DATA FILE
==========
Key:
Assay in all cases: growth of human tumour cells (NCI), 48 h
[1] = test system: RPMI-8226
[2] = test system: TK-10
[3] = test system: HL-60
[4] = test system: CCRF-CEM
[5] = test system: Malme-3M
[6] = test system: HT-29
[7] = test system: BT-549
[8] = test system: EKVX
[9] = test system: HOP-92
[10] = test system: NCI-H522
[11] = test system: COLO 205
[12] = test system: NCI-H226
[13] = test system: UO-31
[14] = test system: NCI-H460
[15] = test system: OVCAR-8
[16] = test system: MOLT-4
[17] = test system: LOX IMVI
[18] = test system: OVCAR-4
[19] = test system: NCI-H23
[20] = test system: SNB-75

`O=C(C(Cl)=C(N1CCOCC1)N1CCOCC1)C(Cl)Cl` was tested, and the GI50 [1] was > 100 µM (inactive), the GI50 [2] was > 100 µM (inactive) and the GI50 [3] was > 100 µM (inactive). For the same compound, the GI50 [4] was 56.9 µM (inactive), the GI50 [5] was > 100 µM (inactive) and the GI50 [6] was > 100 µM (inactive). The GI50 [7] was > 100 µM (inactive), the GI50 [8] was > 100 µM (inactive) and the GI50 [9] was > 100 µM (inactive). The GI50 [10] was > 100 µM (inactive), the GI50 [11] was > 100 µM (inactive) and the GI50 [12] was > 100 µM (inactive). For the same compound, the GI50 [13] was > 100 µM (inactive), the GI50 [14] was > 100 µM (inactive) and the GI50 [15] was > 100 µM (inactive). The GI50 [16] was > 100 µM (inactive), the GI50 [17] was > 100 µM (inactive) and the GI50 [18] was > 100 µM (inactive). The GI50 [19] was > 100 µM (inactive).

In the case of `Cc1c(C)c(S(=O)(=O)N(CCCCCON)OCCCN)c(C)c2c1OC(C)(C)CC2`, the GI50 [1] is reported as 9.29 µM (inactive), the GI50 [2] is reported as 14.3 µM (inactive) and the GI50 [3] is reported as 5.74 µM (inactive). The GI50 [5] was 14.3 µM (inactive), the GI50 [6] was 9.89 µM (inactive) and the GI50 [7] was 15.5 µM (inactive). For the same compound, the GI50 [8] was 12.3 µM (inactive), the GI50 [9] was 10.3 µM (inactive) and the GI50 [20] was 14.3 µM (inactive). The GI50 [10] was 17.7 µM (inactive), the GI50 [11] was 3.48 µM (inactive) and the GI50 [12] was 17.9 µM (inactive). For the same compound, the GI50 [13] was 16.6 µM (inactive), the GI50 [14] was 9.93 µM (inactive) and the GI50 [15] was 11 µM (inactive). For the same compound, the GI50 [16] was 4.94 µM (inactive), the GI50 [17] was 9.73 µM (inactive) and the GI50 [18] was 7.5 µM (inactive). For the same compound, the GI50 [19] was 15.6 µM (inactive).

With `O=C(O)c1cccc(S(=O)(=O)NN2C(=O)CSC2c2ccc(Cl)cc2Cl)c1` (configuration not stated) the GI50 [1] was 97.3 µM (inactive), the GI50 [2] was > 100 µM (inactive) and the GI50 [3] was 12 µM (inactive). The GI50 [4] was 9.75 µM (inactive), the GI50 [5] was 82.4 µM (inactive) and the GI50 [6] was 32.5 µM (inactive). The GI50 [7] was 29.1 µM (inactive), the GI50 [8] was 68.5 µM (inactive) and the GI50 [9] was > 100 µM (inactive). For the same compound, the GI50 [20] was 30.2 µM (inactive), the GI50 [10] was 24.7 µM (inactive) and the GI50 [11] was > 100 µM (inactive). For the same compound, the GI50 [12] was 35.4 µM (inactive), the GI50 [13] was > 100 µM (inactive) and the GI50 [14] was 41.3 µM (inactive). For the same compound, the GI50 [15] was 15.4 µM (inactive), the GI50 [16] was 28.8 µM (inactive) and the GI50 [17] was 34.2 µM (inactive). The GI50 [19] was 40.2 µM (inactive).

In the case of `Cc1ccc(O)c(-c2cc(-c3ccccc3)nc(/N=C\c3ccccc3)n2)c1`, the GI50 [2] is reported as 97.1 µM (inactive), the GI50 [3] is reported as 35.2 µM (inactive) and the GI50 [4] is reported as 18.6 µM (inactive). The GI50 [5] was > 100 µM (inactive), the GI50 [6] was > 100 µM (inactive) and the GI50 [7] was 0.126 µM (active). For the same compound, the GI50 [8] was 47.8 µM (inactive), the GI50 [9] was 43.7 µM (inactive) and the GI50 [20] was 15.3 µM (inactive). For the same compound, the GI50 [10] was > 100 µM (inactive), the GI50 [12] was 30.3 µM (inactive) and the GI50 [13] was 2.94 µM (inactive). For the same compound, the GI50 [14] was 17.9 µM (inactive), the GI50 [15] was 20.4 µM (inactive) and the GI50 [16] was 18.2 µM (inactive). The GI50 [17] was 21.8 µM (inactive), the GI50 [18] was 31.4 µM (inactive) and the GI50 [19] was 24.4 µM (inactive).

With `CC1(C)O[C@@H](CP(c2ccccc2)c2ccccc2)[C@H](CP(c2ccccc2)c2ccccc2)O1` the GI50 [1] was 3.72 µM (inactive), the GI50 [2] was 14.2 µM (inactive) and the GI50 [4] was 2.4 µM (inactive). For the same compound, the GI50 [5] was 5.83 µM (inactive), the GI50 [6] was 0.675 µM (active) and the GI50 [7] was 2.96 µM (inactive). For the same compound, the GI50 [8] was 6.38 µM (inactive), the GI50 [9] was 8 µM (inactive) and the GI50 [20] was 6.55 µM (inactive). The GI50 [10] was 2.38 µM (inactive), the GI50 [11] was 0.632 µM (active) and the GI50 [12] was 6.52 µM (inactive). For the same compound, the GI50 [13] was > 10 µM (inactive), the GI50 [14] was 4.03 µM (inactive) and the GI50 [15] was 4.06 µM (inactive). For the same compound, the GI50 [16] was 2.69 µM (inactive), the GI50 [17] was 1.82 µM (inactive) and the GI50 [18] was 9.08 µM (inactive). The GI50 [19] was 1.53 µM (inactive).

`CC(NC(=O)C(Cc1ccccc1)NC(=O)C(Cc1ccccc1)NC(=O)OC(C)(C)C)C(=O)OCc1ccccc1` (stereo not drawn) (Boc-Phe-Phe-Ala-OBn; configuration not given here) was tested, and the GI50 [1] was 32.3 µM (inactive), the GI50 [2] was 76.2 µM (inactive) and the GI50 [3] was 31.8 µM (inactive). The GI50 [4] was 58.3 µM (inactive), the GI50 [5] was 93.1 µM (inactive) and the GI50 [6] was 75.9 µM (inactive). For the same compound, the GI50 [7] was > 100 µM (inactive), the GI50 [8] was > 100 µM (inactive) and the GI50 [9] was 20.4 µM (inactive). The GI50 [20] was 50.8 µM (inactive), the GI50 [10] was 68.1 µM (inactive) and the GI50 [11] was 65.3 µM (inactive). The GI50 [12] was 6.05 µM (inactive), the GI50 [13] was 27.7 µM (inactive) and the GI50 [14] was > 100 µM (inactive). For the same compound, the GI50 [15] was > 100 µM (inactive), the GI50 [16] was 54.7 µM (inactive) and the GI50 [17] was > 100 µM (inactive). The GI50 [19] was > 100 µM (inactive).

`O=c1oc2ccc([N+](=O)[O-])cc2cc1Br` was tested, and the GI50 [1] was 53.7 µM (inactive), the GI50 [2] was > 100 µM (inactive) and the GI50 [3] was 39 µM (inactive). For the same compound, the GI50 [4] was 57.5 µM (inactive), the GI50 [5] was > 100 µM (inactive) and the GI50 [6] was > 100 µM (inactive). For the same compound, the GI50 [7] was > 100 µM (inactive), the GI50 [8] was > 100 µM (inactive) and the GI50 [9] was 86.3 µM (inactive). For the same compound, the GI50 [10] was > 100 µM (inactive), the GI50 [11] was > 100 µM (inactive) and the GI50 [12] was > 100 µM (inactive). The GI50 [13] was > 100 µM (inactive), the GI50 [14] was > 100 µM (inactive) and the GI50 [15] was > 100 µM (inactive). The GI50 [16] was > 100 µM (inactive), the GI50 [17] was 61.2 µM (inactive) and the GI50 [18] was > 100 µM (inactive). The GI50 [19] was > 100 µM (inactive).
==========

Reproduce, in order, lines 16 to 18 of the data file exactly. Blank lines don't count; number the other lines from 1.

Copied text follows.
[14] = test system: NCI-H460
[15] = test system: OVCAR-8
[16] = test system: MOLT-4